Corrective feedback has been accorded an important role in second language (L2) acquisition
(Chaudron, 1988; Long, 1996), partly because it may allow opportunities for modified output, a
process that is claimed to benefit L2 development (Swain, 1985, 1995). Classroom studies have
revealed different feedback types associated with different levels of success in inviting modified
output depending on various mediating factors, such as characteristics of feedback, learner
differences and instructional contexts. The present descriptive self-study examined patterns of
corrective feedback and learner responses in an adult high-beginning ESL grammar class. The
findings showed that recasts were the most frequent yet least effective feedback type, often
followed by a majority of peer-initiated and teacher-initiated topic continuation. The findings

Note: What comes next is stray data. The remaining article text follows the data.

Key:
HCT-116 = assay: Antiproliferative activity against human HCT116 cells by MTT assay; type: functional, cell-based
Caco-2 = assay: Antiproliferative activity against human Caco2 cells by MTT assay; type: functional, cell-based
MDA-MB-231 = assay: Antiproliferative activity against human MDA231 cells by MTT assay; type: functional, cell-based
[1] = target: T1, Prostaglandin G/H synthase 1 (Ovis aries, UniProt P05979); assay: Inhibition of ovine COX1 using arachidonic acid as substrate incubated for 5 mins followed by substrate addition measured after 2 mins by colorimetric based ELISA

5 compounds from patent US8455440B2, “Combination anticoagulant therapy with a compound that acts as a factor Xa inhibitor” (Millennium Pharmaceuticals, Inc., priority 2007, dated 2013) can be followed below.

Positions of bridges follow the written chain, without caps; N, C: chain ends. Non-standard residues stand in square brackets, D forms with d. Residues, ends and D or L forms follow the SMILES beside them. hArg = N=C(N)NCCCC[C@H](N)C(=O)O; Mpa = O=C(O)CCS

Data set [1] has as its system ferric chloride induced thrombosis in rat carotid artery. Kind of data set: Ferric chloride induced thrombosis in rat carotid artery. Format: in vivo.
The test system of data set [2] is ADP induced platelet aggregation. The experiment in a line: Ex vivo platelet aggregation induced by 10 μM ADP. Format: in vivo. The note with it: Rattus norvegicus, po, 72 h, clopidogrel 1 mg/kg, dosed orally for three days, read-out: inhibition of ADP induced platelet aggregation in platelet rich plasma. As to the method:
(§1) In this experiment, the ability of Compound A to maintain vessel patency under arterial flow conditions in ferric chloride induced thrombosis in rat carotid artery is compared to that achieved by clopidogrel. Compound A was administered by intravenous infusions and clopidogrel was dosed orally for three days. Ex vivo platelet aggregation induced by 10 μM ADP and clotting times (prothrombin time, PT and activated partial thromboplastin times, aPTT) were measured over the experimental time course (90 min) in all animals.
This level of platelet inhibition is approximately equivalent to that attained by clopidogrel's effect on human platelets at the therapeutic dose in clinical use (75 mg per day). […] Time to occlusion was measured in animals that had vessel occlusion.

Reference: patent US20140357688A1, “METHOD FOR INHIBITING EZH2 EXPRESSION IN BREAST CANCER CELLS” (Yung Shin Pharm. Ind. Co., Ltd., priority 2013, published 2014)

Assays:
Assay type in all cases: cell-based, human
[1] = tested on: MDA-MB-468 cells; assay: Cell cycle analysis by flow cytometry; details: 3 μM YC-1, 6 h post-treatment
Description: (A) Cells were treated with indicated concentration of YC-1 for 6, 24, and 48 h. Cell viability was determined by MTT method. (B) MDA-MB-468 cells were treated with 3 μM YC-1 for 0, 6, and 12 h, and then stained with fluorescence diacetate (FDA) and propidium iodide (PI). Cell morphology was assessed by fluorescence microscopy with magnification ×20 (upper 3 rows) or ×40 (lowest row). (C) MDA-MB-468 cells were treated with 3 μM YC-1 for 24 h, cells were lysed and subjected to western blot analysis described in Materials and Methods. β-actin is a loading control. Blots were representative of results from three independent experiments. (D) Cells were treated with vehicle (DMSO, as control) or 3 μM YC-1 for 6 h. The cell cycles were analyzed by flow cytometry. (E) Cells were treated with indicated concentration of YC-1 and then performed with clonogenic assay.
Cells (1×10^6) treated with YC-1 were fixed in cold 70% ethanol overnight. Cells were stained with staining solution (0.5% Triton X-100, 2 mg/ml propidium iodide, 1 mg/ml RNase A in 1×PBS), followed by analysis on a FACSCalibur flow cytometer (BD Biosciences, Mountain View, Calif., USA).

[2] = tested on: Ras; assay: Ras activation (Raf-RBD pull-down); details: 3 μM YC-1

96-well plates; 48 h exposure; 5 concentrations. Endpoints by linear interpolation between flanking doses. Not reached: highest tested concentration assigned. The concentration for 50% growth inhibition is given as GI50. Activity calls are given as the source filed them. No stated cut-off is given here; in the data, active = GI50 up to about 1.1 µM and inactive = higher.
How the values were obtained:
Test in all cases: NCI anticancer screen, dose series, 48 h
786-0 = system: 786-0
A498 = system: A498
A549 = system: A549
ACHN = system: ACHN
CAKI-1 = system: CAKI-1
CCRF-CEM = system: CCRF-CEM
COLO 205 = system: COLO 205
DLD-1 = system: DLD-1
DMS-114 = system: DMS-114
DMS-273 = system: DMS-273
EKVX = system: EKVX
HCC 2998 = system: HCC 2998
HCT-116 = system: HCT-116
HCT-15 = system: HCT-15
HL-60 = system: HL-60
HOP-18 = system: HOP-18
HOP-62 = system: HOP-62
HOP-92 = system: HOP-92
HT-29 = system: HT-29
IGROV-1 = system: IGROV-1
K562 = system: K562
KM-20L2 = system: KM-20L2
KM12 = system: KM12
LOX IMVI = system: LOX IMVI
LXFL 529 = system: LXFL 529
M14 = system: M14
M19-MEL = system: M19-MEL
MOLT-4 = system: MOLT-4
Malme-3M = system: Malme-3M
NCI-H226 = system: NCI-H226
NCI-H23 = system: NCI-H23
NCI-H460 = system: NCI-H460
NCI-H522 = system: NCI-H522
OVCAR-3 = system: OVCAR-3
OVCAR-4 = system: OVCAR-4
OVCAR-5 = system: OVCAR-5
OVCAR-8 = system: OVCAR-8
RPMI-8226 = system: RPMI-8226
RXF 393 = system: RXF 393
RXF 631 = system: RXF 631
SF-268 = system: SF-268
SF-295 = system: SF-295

also revealed some error patterns in my responses to students’ non-target utterances, but students
did not appear to notice my errors. These results suggest some pedagogical implications with
respect to my role as a facilitator and monitor as well as raising students’ awareness of self- and
Keywords: self-study, corrective feedback, modified output, ESL, grammar
1 online resource (PDF, 73 pages). Submitted May, 2013 as a Plan B paper in partial fulfillment of the requirements for a master's degree in English as a Second Language from the University of Minnesota.
A practical inquiry on patterns of corrective feedback and modified output in an adult high-beginning ESL grammar class.
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